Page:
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Is napping linked to obesity?

by Ezra 5 minutes read

Last updated: 19 May, 2023

The relationship between napping and obesity has always been complicated and not fully understood. New research, however, suggests that siesta durations of more than 30 minutes could increase your risk of obesity, high blood pressure, and diabetes.

Napping is a common practice amongst many cultures, involving a short period of sleep during the day.

In Spanish-speaking countries a nap is known as a siesta and is typically taken after the midday meal in the early afternoon. Businesses, shops, and offices normally close during these hours to allow people to go home and rest before continuing with their evening activities.

The benefits of short naps

The optimal duration of a nap, known as a ‘power nap’, is around 10 to 20 minutes. Longer duration siestas are not recommended as they are more likely to cause grogginess upon waking and reduce overall productivity levels for the rest of the day.

Rest and rejuvenation - Napping allows the mind and body to rest for a short period of time, restoring energy levels and reducing fatigue.

Cognitive function - Napping can improve focus, memory, and cognitive performance.

Reduces stress - Short naps may offer relief from external stressors, greatly improving emotional wellbeing and mood.

Improves productivity - People who take midday naps may see an improvement in their work and athletic performance, being more efficient and creative.

Napping and Obesity

Although there are potential benefits to power naps, a new study shows the importance of not taking naps for longer than 30 minutes.

The study, published in Obesity, examined the relationship between the length of a nap and its link to obesity and metabolic syndrome (the combination of diabetes, high blood pressure, and obesity). After assessing more than 3,000 adults from a Mediterranean population, where siesta culture is most common, researchers demonstrated that those who took naps of 30 minutes or more were more likely to have a higher body mass index (BMI). The participants who took longer siestas had a greater likelihood of developing heart disease, diabetes, high blood pressure and a cluster of other conditions in contrast to those who took short naps.

A BMI that exceeds 25 is classified as obese. Obesity is associated with a greater risk of developing health-related issues such as:

  • High blood pressure

  • Cardiovascular diseases like coronary heart disease

  • Type 2 diabetes

  • Elevated systolic blood pressure

  • Metabolic disease

  • Sleep apnea

  • Certain types of cancer

  • Arthritis

  • High cholesterol

This new study follows a previous study done in the United Kingdom, conducted by the same researchers, that found long naps were associated with obesity. They wanted to determine whether short naps, said senior author Marta Garaulet, having a reduced risk of obesity would “hold true in a country where siestas are more culturally embedded [...] as well as how the length of time for siestas is related to metabolic health.”

Why are long naps associated with obesity?

Long naps disrupt regular sleeping patterns and encourage sedentary behaviour, two factors which are known to play key roles in weight gain. Psychological factors may be the root cause of excessive napping, so it is important to speak with a healthcare provider or mental health professional for support if this is the case.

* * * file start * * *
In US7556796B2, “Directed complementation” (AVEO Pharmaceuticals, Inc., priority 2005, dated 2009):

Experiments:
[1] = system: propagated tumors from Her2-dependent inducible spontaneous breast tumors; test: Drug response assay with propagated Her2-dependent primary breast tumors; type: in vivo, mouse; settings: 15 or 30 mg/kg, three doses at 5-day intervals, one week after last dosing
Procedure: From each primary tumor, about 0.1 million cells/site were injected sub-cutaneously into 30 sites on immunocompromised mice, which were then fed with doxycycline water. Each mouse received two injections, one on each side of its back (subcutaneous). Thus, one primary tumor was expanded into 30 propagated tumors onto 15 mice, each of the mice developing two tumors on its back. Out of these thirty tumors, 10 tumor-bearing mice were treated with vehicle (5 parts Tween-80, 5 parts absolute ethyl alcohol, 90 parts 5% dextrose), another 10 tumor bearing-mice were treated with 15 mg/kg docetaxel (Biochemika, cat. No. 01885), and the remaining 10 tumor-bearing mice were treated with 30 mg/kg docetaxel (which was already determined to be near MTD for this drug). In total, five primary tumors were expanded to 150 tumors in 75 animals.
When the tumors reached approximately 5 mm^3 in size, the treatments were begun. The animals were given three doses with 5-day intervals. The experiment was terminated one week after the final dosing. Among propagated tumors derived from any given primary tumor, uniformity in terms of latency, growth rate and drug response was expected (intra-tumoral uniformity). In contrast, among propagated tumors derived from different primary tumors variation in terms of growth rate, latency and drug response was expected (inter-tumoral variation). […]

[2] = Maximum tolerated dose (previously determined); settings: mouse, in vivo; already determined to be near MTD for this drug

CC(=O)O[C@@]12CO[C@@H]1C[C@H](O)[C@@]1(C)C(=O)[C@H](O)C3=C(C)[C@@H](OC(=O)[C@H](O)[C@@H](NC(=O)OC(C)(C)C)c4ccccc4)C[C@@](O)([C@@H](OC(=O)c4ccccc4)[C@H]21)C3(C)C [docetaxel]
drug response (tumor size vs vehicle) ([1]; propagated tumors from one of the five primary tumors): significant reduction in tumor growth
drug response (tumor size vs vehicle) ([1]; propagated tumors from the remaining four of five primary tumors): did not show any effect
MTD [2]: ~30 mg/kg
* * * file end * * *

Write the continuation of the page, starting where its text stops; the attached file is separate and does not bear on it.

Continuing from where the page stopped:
Disrupted sleep patterns

Napping during the day can affect an individual's quality of sleep at night, causing difficulty falling asleep, later nightly sleep timing, and poor sleep quality. Regular disturbances in sleep or an irregular sleeping pattern has been linked with obesity because this disruption of the natural circadian rhythms of the body impacts metabolism and appetite regulation.
Some may experience a slight increase in appetite or cravings after waking up from a nap, especially if the nap disrupted an individual's regular meal schedule. Mindless snacking or overeating can occur if individuals are not being purposefully mindful of their eating choices, leading to an excess calorie intake and weight gain.

Sedentary behaviour

Regularly napping means more time will be spent in a sedentary state then active. Prolonged sedentary behaviour is directly linked to obesity as it results in a lower overall energy expenditure, especially if combined with overeating.

Psychological factors

Suffering from low mood, stress, anxiety, and exhaustion can cause fatigue and an overwhelming desire to nap. Individuals may feel demotivated to engage in activities they used to enjoy, with napping providing emotional relief.

Although napping may provide temporary respite, excessive napping can perpetuate a cycle of poor sleep at night time which can worsen mental health symptoms.

Managing overeating and napping

For those who find they engage in mindless snacking and overeating after waking from a nap, there are a few strategies that can help reduce the risk of gaining weight.

  • Stick to a regular meal schedule - Having structured meal times will help to regulate hunger and reduce the need to overeat

  • Be mindful of hunger cues - Chew food slowly and recognise the feeling of satiation

  • Plan meals and snacks - Having meals and snacks preplanned can help prevent mindless snacking

  • Choose balanced, healthy snacks and nutritious meals - Food high in protein will leave you feeling satisfied for longer

  • Stay hydrated - Hunger can sometimes be confused with thirst so make sure to drink between 6 and 8 glasses of water per day

  • Engage in physical activity after naps - Exercise increases energy expenditure and regulates appetite

  • Be conscious of emotional eating triggers - Find alternative ways to manage stress, anxiety, or depression such as exercise, hobbies, and mindfulness

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